How Does The Role of Architect Change in Agile?

Premise

The role of “Architect” in an agile transformation sometimes causes confusion. Traditionally there has been a need for someone to not just worry about the current features to be delivered but to also look ahead and understand how they can position the Teams so they can work coming requirements. There has also been a need for consistency in an overall enterprise offering so that customers of that offering feel like the solution could have come from one person, to reduce the amount of re-invention we have to do, and to ensure we have clean implementation regarding non functional issues such as security, performance, and so on. That need does not go away just because we now have empowered Teams. In fact, it could be argued these issues are even more critical in the new world.

Note: This page does not try to define the role of “architect” in its various forms. This is more a discussion on the changes in thinking we need to have to be a successful agile architect.

Intentional and Emergent Architecture

Early implementations of agile often seem to hide the need for good design. Most of the time the assumption was that “if you have good people then good design will follow”. The Agile Manifesto argued that “The best architectures, requirements, and designs emerge from self-organizing teams.” This has proven to be true - there is a huge benefit in having the Teams do design as they do the work assuming Teams with strong technical skills. This worked for many situations, but as you had more and more Teams contributing to the solution, or as people started to apply agile into more and more existing IT situations, it became increasingly clear that something more was required. The question then became “how do we leverage this emergent property of design, while also keeping overall guidelines in place and doing some level of look ahead planning?”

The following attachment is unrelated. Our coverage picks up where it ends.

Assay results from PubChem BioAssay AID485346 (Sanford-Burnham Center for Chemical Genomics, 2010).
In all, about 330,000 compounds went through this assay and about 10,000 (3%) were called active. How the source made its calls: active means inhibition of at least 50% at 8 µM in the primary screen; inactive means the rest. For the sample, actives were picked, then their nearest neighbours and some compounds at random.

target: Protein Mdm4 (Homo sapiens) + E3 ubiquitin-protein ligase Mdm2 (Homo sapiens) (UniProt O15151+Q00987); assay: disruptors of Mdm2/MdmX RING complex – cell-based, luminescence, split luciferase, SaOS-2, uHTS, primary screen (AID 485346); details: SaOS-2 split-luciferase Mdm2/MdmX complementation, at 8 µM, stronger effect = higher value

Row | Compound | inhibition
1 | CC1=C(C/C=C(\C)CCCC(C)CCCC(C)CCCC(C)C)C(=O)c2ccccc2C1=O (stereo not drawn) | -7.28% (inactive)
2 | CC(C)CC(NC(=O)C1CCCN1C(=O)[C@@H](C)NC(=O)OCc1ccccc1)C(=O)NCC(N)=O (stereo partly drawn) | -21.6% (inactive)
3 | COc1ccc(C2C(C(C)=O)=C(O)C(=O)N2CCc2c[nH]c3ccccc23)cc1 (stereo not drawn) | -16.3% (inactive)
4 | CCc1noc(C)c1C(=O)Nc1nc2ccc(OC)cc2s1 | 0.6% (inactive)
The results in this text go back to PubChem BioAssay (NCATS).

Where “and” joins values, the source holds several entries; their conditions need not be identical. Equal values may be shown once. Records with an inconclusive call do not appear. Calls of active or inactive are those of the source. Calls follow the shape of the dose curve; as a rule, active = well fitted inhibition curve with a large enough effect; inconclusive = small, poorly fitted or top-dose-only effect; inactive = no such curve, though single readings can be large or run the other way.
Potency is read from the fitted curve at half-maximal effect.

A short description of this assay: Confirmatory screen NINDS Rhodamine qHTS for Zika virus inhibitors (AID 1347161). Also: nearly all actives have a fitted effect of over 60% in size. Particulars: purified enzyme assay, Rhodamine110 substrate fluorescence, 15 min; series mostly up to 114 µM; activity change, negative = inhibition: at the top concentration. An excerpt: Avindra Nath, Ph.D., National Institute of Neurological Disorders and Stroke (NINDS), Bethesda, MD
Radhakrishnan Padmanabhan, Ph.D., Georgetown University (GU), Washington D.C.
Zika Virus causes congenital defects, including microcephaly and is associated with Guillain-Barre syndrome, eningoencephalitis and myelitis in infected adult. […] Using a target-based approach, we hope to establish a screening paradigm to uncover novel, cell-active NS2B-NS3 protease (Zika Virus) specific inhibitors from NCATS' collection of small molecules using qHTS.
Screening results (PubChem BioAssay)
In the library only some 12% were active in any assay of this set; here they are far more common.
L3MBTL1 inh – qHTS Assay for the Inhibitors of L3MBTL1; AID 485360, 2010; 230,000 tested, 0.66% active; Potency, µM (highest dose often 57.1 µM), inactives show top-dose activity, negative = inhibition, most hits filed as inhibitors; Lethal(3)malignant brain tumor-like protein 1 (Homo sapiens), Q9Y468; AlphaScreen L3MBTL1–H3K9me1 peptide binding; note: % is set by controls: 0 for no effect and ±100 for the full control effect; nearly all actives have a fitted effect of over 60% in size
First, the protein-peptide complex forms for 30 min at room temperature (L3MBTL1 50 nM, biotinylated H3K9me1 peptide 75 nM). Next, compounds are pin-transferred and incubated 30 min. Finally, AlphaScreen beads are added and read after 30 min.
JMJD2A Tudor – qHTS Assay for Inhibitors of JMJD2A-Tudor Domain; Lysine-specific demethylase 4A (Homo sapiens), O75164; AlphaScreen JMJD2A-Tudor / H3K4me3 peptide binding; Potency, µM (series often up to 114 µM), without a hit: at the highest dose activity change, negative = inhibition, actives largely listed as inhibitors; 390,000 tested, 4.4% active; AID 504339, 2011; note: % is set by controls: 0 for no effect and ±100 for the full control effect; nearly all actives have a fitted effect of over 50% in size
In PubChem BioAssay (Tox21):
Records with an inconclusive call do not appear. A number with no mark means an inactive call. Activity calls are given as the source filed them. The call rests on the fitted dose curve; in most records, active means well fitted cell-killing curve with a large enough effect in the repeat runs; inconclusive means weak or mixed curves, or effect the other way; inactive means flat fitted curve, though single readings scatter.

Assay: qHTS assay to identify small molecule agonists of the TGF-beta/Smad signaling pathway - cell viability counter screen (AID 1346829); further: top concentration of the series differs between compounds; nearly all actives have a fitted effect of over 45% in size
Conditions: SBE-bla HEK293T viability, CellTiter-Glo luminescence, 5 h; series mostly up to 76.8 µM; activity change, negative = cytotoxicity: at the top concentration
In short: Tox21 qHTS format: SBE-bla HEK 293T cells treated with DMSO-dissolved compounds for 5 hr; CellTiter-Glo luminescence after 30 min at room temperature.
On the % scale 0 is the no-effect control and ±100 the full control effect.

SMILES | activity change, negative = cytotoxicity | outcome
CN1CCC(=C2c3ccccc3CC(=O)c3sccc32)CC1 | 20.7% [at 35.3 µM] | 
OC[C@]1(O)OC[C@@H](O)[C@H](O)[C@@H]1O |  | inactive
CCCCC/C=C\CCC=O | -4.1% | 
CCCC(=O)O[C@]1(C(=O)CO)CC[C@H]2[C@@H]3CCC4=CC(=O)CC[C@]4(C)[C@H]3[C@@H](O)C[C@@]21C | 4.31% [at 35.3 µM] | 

SAFe in particular recognized the problem and developed the notion of intentional architecture in addition to emergent architecture. One of the key ideas was that for a Train program that the System Architect works with the Teams to build an “architectural runway” of new “enablers” that enables the Train to develop new capabilities better, faster, and cheaper.

The problem with this distinction is that, for many, the idea that we need “intentional” architecture is an excuse to say “the role of the architect does not really change” but this misses the point. The discussion must be more nuanced than this. A couple of examples:

  • Lets say we are about to embark on a significant re-design / re-factor of an existing legacy, “hairball” application that is worked by multiple Teams. In this situation if we just have each Team go off and refactor at will, the application will probably not work for a long period. Some level of alignment across Teams, with driving principles and approaches needs to happen to reduce the risk to the application. One the other hand, an architect deciding that “here are all the interfaces” to develop to might miss key issues and functionality that only the people working the code can see. What approach might we take. A first step might be simply to have all Teams adopt a common function / variable naming convention across the application and use the IDE to enforce this so the real structure of the application become more clear. So the first principle might be to establish this approach, and to work with the Teams on making it happen.
  • Lets say we are about to select a foundation technology to build our new capability on. In this situation, if we don't have some degree of commonality, then we could up with an application that does not talk to itself. The traditional approach is to have the architects determine the best foundation right at the beginning of the project, and ensure that the Teams comply with this approach. There is no doubt that a single solution is required, but agile approaches use the collective knowledge of people to generate data to come up with the “best” solution. The architectural approach in this case might be to work with each of the Teams on a different foundation technology (so multiple experiments) and then use the data generated from those experiments to make a decision as late as possible (“the last responsible moment”)